But Ginestra's a skyrocketing success in her own right—an in-demand choreographer, a social media influencer, and a dance entrepreneur, building a legacy one eight-count at a time. It's time for her turn in the spotlight. And she's more than ready. "I want to be a legend in whatever I do," she says. We'd argue that she already is.
For more on choosing whether to compete or not, click here.
I started dance classes at a young age. By the time I was 3, I was training at The Dance Club, and I grew up there. I started with the basics—ballet and jazz—and eventually added tap, tumbling, contemporary, and hip hop.
Early on, I did compete. I remember my first time: I did a trio at a small local competition, and it got first place. The trophy was as tall as I was, and I loved it. I attended conventions as a mini, and had the opportunity to take classes from Travis Wall, Sonya Tayeh, Andy Pellick, and Joey Dowling-Fakhrieh. There was so much variety—I was in awe.
For more on choosing whether to compete or not, click here.
My mom was a dancer growing up, and she went on to become a dance teacher, so I've really grown up in the studio. I started classes when I was 2, and by the time I was 9, I was training at The Dance Club and knew I wanted to dedicate all my time to dance.
Daphne Lee is a queen, and not just in the "OMG Girl Boss Alert" sense of the word. She's an actual queen—a beauty queen. Crowned Miss Black USA in August, she's been doing double duty as she continues to dance with the Memphis based dance company, Collage Dance Collective. Lee's new title has given her the means to encourage other black girls and boys to pursue their dreams, while also pursuing dreams of her own. The scholarship money awarded with the pageant title will assist her as she earns a Masters of Fine Arts degree at Hollins University.
When a choreographer finds a composer whose music truly inspires her, it can feel like a match made in dance heaven. Some choreographers work with the same composers so frequently that they become known for their partnerships. New York City Ballet soloist and resident choreographer Justin Peck, for example, has tapped composer Sufjan Stevens numerous times (last spring, the two premiered The Decalogue at NYCB, to rave reviews); L.A. Dance Project's Benjamin Millepied's working relationship with composer Nico Muhly has spanned a decade and two continents; and when tap dancer Michelle Dorrance premiered the first-ever Works & Process Rotunda Project, a site-specific work for New York City's Guggenheim Museum, last year, percussionist Nicholas Van Young was by her side as an equal partner. Successful collaborations require compatibility between artists, direct and honest communication, and flexible, open minds. But when the stars align, working with a composer can be extremely rewarding.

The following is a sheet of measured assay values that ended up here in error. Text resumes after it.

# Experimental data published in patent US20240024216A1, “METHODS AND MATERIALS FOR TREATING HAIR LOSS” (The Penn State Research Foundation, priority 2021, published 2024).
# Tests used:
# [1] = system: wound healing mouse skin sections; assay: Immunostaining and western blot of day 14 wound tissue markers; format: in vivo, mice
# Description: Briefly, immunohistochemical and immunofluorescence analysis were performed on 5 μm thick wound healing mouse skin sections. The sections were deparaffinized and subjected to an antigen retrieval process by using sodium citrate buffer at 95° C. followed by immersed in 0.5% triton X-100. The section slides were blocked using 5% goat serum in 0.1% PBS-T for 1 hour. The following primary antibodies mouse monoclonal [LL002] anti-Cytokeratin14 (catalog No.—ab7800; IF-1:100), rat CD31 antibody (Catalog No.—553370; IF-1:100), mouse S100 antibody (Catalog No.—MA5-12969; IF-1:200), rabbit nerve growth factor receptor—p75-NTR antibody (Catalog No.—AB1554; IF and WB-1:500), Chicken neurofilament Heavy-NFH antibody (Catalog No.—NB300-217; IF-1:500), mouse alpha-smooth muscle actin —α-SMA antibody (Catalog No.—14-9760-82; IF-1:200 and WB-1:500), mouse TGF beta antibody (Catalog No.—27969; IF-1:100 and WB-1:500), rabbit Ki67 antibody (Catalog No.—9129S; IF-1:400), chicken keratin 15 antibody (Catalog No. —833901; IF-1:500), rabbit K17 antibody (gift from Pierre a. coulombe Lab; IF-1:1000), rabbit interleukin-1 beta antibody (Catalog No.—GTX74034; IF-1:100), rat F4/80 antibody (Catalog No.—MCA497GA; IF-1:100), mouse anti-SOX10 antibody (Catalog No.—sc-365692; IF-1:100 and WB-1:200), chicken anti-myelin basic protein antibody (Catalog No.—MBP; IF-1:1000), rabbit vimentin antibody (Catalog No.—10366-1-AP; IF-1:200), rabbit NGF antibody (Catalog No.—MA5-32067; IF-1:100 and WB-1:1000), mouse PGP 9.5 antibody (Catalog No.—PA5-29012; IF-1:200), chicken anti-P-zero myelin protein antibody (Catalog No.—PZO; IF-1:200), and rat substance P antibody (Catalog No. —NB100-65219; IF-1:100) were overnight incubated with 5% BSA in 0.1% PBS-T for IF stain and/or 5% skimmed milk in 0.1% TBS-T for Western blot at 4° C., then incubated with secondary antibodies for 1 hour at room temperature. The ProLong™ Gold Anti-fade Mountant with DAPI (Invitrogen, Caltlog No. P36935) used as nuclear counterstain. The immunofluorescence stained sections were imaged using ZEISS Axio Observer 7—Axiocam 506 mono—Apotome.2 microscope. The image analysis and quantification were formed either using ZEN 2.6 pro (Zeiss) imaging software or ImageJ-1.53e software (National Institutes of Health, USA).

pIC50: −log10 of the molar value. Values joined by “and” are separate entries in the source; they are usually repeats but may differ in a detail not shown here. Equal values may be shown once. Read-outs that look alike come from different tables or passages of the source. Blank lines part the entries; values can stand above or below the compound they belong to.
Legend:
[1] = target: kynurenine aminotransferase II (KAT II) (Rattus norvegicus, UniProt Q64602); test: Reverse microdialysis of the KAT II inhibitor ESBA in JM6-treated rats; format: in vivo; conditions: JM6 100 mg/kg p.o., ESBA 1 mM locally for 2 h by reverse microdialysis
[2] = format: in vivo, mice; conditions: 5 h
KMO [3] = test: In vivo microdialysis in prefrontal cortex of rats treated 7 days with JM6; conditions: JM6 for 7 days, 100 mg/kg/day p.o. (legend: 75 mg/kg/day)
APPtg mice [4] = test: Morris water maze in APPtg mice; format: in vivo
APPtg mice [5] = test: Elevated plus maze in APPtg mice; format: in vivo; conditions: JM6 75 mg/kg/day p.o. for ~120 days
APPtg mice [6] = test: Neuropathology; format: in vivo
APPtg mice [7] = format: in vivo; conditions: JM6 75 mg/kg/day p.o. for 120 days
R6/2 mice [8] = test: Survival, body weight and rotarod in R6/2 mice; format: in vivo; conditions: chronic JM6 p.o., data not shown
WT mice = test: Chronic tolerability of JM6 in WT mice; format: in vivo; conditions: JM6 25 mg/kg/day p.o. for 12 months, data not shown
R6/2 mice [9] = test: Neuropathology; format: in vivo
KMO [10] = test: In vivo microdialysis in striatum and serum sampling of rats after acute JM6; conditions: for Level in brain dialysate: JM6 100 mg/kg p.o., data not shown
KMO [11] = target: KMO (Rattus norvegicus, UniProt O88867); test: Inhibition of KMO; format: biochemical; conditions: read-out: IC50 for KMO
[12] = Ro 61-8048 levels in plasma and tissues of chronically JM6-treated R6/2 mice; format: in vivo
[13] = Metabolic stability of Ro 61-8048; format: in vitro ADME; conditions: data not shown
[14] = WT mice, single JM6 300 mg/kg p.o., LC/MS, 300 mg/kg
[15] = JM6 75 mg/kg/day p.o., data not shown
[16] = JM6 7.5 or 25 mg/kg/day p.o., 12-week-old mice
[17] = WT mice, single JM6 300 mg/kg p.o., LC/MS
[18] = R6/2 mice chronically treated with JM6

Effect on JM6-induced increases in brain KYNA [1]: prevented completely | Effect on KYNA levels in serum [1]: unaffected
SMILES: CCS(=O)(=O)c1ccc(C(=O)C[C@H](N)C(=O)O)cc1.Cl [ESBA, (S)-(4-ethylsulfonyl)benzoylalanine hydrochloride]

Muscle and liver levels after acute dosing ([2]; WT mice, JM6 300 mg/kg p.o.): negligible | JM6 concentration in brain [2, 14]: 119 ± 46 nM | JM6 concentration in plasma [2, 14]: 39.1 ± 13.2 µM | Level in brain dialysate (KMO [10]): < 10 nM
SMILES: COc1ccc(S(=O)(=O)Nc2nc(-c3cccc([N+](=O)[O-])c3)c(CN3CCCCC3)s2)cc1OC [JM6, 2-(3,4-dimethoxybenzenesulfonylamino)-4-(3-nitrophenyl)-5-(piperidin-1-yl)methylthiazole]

For ballerinas, it's the dream role to end all dream roles: Odette/Odile in Swan Lake, the type of part dancers spend years preparing for and whole careers perfecting. And it's a role that New York City Ballet principal Tiler Peck never thought she'd dance. Though Peck is one of the world's preeminent ballerinas, her short stature made Odette/Odile, typically performed by longer, leggier dancers, seem (almost literally) out of reach.
Then—surprise!—her name popped up on the cast list for NYCB's fall season run of Swan Lake.